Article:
No. 258 (2020)

The nunnery of St. Andrew in Krisei[1] in Istanbul Khodja Muṣṭafā Mosque or Sünbül Efendi Mosque: a photographic, historical and bibliographical context

No. 258 (2020)

By Maria Vaiou


The east end of the church

The building is situated within the Koca Mustafa Paşa Külliyesi in Ali Fakih Mahallesi in the Fatih district. Northwest of the monastery of the Peribleptos The monastery was built by Arcadia (400–44) sister of emperor Theodosius II (d. 450), in honor of St. Andrew, founder of the church of Constantinople; the building was also called also Phodophylion. The monastery was later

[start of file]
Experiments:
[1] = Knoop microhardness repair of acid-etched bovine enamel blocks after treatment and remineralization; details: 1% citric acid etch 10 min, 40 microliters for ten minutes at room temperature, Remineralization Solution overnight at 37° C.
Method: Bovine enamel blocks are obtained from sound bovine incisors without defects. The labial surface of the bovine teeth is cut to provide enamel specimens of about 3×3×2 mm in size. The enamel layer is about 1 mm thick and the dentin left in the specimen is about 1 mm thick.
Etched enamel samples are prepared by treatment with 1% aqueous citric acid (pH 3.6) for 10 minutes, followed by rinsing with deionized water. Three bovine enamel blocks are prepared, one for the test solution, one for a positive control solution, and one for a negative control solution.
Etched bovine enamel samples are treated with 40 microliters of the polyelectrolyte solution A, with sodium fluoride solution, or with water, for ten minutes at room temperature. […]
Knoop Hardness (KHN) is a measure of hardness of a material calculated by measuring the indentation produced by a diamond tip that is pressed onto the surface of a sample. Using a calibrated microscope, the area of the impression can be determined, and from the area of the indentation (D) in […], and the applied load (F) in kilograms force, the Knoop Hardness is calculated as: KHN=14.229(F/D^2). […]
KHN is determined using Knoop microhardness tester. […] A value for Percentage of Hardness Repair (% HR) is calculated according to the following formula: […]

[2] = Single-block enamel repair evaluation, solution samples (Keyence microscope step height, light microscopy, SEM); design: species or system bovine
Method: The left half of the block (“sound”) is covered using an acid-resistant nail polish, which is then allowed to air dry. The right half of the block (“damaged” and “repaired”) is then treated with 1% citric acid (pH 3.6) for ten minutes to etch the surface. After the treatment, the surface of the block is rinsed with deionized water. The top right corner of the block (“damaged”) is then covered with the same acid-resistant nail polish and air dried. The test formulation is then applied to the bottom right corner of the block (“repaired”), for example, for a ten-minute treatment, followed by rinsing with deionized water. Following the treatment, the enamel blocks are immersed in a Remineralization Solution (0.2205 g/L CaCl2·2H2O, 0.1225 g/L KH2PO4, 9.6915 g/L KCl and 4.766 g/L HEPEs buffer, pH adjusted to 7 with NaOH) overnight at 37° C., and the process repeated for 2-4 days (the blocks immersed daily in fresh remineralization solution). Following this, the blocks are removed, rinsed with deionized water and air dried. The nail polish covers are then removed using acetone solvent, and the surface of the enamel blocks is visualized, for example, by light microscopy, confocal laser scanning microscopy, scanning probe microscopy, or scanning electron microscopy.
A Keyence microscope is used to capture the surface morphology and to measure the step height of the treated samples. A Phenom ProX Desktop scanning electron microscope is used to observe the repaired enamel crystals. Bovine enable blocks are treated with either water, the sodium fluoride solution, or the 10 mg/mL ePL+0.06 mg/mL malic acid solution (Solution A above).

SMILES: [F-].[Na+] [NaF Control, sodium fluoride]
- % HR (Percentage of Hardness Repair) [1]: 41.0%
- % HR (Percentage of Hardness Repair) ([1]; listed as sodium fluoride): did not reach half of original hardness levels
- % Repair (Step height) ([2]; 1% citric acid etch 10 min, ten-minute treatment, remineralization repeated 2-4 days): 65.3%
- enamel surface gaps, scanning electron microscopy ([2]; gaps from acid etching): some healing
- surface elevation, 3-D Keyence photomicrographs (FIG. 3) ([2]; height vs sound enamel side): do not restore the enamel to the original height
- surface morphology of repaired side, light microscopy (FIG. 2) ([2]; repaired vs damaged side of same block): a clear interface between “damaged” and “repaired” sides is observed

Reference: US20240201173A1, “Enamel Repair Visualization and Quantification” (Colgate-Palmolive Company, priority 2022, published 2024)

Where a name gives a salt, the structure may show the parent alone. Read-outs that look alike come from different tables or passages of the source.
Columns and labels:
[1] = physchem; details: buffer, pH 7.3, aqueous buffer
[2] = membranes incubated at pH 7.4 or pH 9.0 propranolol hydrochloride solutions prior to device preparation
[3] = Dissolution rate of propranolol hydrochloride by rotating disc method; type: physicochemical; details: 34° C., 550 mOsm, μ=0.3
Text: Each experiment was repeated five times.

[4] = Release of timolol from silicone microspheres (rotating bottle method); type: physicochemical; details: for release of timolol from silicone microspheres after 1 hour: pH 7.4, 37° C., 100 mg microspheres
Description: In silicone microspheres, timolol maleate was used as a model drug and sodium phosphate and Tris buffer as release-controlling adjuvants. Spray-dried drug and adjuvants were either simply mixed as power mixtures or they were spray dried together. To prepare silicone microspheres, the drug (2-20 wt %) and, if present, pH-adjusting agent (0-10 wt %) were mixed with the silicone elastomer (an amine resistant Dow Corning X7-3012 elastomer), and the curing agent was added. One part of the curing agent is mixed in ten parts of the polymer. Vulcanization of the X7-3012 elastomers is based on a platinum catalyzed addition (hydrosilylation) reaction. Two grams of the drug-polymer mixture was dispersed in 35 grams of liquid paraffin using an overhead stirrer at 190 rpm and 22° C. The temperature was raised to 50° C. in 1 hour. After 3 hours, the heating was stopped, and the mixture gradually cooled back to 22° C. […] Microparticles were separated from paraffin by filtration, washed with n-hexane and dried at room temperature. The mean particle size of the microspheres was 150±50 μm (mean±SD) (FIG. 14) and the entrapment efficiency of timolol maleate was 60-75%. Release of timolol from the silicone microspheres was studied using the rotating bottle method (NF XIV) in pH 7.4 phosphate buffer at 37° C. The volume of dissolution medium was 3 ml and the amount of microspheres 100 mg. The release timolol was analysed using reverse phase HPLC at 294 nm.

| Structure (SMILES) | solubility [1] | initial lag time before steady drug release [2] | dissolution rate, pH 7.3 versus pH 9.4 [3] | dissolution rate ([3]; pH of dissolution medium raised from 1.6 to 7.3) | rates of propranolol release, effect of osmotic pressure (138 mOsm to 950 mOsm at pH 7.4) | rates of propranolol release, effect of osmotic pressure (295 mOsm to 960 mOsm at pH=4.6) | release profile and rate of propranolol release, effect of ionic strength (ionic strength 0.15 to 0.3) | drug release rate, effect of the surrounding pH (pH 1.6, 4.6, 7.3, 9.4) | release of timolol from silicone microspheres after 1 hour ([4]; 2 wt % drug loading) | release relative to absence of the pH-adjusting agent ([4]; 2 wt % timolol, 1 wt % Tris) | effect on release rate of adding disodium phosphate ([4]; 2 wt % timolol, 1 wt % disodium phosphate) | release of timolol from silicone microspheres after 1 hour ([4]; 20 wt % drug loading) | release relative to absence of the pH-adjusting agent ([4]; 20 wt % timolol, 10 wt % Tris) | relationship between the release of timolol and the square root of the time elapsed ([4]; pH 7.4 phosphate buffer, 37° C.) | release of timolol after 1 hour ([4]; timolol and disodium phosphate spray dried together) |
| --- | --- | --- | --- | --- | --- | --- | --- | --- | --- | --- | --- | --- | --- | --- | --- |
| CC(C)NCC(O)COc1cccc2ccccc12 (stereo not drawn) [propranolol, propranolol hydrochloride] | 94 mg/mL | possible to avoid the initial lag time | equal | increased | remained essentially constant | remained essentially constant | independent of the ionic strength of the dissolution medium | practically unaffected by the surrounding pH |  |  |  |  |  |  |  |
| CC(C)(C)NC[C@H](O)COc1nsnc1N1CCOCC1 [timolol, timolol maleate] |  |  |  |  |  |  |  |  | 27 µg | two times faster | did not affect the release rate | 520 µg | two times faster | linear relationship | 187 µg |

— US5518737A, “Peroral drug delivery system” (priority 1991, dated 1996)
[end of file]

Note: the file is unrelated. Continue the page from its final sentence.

converted into a nunnery. In 792 St. Philaretos of Paphlagonia bought a grave in the convent named he Krisis where he was buried and his wife too later. At a later date the nunnery was re-dedicated to St. Andrew of Crete (BHG 113), a contemporary of St. Stephen the Younger, who suffered a martyr’s death in 766, during the Iconoclast crisis, in the reign of the emperor Constantine V (741–75). It is in this church that Andrew of Crete (d.740) was buried. The Byzantine hagiographer Symeon Metaphrastes (d. 987) who wrote theLife of St. Andrew’, says that his bodywas deposited in a holy place named Krisei’. The church contains many ornamentations which date to the 6th century. In the Iconoclast controversy it sided with the iconodules and suffered damages. Restored and embellished by the emperor Basil I (867–86). Shortly after 1284 the princess Theodora Palaiologina Kantakouzene Raoulaina (d. 1300), the niece of the emperor Michael VIII (1259–82), renovated the church and restored the convent and the damages caused by the Latins during the Latin occupation. She built a shrine to commemorate the patr. Arsenius Autoreianus (d. 1273)[1] and his remains were transferred there from St. Sophia. Maximus Planoudes (d. 1305) wrote three epigrams for the church. The monastery underwent an eclipse during the Latin occupation. Empress Theodora Palaiologina (1240–1303) restored the monastery and renewed the church between ca. 1282‒9. In 1289 she offered the retired patr. George/Gregory Cyprus (1283‒9) an apartment in the monastery Aristina, which was close to the monastery of St. Andrew. Possessed a library, probably a foundation of Theodora’s. She obtained from her cousin emperor Andronicus II (1282–1328), the permission to depose the remains of patr. Arsenius in the monastery. Mentioned in patr. Acts of 1371 and 1400. Mentioned by Stephen, and the anonymous Russian. The monastery continued to function after the Turkish conquest. The church of the nunnery existed until 1489 when, in the reign of the sultan Beyazit II (1481–1512) , the grand vizier Koca Mustafa Paşa (d. 1512) converted the monastic complex into a mosque in 1486-90 known to this day by his name. The establishment of a tekke has had a huge role in the spreading of Halveti branch[2] of Sufi Islam in Istanbul. A külliye was formed by building dervish lodgings, a kitchen, an elementary school, a medrese and a bath around the converted Byzantine monastery.The final restoration works on the Tekkesi were done by the sultan Maḥmūd II (d. 1838) and Serasker Rıza Paşa (d.1920). The Archaeological Museum of Istanbul preserves a door frame from the entrance to the Byzantine monastery. In old times a chain hanging from an old cypress tree within the monastery’s enclosure was associated with a procedure in the administration of justice. Later tradition relates many instances of this peculiar way of passing judgement by the automatic lowering and raising of the chain. This form of judgement originated in Byzantium and explains the name of the locality (Krisis = judgment).